When my sister left, I thought my first text to her would be something sweet. Something like I miss you or the neighbors ask how you’re doing. Or at least something coherent like I hope classes are going well. I didn’t really think quick hwo do u get bloodstains out f laundry would be my dashed-off missive not twelve hours after we said goodbye. But that’s what I send, half-blinded by senseless tears I don’t want to shed, leaning over the side of my bed as my stomach churns.
Wish someone else was here. I didn’t expect to be alone. I always thought - my eyes burn again, stupid emotions getting the better of me - I always thought she’d be here when it happened.
I’ve dug through Lauren’s closet, which is emptier now than I’ve ever seen it, all her best clothes taken away with her, until I found an old pair of black sweatpants. They’re what I’m wearing now as I examine the dark red blood spot on the pair of white shorts. I’ve never done my own laundry before. Lauren and Dad took care of that. There must be something special you’re supposed to do for blood.
I squeeze my eyes shut. I don’t know what I’m doing; I’ve never known what I’m doing. She was supposed to be here for this. This house wasn’t supposed to go any emptier than it’s already gone.
Mom came in the door when I was playing with trains on the rug. I saw her enter, watched her thin fingers turn the lock and her pale, sickly face smile at me. Then she turned and called up the stairs. “Lauren, I have a surprise for you!”
Lauren barreled down the stairs and flung herself into Mom’s arms, nearly knocking her backward. “What took you so long? I was almost bored enough to start playing with Ava.”
“Be nice to your sister,” Mom scolded.
Lauren turned and surveyed my train set with a sneer. “She plays with baby toys.”
I glared back at her and held up one of the train cars as if threatening to throw it. She stuck out her tongue.
“This is what took me so long,” said Mom, and she reached into a shopping bag and pulled out two patterned t-shirts from Lauren’s favorite store, and a pair of white shorts. I’d seen her circle those clothes in a magazine, heard her sigh over them to her friends. I saw Lauren’s eyes go wide with wonder and disbelief.
“You didn’t!” she squeaked.
“I scraped the money together. You girls deserve nice things every once in a while, even if…”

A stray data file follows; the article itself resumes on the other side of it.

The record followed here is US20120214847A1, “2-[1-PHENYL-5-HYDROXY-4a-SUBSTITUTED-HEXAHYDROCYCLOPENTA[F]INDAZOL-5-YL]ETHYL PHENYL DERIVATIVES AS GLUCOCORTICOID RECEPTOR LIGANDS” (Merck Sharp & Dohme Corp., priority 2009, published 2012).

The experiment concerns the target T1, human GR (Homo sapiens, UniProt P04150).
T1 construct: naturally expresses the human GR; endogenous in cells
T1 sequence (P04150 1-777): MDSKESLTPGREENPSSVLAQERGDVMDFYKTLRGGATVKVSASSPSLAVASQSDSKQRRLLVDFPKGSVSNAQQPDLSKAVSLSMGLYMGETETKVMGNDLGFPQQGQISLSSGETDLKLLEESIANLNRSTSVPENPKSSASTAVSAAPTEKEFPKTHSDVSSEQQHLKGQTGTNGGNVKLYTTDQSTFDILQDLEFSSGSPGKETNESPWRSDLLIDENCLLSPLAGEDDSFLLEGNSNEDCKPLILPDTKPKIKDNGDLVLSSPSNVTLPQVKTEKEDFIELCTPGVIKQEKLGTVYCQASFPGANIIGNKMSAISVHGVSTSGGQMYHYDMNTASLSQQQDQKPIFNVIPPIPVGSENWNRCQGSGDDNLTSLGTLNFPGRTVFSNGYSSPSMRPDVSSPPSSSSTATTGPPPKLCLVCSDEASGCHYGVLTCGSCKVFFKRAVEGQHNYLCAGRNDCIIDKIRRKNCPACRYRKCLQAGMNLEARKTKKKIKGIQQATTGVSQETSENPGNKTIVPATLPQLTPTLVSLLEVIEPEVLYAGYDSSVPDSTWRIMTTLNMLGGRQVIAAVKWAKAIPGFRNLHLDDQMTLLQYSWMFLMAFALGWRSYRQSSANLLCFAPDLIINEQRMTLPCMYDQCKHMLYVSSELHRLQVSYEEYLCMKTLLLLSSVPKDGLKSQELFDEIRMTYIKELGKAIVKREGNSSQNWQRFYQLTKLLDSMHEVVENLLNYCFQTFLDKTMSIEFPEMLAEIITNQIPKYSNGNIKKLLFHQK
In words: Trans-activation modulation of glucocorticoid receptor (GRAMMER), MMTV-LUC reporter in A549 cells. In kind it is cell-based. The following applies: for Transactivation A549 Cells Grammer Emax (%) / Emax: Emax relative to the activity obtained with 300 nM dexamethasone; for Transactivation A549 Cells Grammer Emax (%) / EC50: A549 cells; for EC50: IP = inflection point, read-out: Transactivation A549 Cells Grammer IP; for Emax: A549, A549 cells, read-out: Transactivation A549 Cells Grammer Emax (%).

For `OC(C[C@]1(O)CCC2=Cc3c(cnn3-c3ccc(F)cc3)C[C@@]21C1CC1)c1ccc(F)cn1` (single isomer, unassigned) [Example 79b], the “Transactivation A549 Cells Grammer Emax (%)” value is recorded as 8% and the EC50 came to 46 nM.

There were unsaid words in that sentence, there was an involuntary twitch of Mom’s hand toward the knit had that covered her bald head, but Lauren didn’t notice. She had already grabbed the bag, she was already charging back up the stairs to try the shorts and t-shirts on. She’d already lost herself in the glory of having, for once, something expensive to wear.
When Lauren gave these shorts to me, she warned me not to let anything happen to them. She told me that little-sister law stipulated I got to wear everything she outgrew, but that if I ruined these, she’d come after me in my sleep. And now I’ve gone and bled all over them.
Twelve years old. I’ve been picturing it for over a year, going to the bathroom and seeing that spot of red and knocking on her door, trembling, and when Lauren opened it and saw my face she’d just know and she’d pull me into her arms and tell me you’re a woman, congratulations, and I’d let the warmth of her override my terror at what that meant. She told me when it happened she’d take me out for milkshakes around the corner and I was planning to order a double-stuffed grilled cheese and an absolutely decadent strawberry shake and listen while she told me everything she knew about being grown.
I was planning to ask her, how do you know it’s coming? How do you prepare so you don’t stain your underwear every time? How often do you take ibuprofen if you get cramps? How bad does it hurt - tell me honestly, tell me really, don’t try to downplay it just because it’s normal to you by now.
I was planning to ask her how do you stand it? Every month for your entire life, how is it not hell?
She’s the only woman I’ve got, now that Mom’s gone. Dad wouldn’t know how to handle this. He wouldn’t be able to help me even if he wasn’t at work, even if I wasn’t here by myself with my stomach in knots.
Quick hwo do u get bloodstains out f laundry. She’s off at college with smart people and she’s taking classes on philosophy and tragedy and art and she doesn’t want her stupid baby sister texting her questions like that. What’s wrong with me?
I should just google it, I think. Should have thought of that first. I pull out my laptop - it feels strange in my lap, too hot. (Am I hot? Is that something that happens too? Why don’t they talk about this in school, why don’t they teach us anything useful - why do they all just assume we get these talks from our mothers -)
I shake my head. Focus, idiot. I open a new window.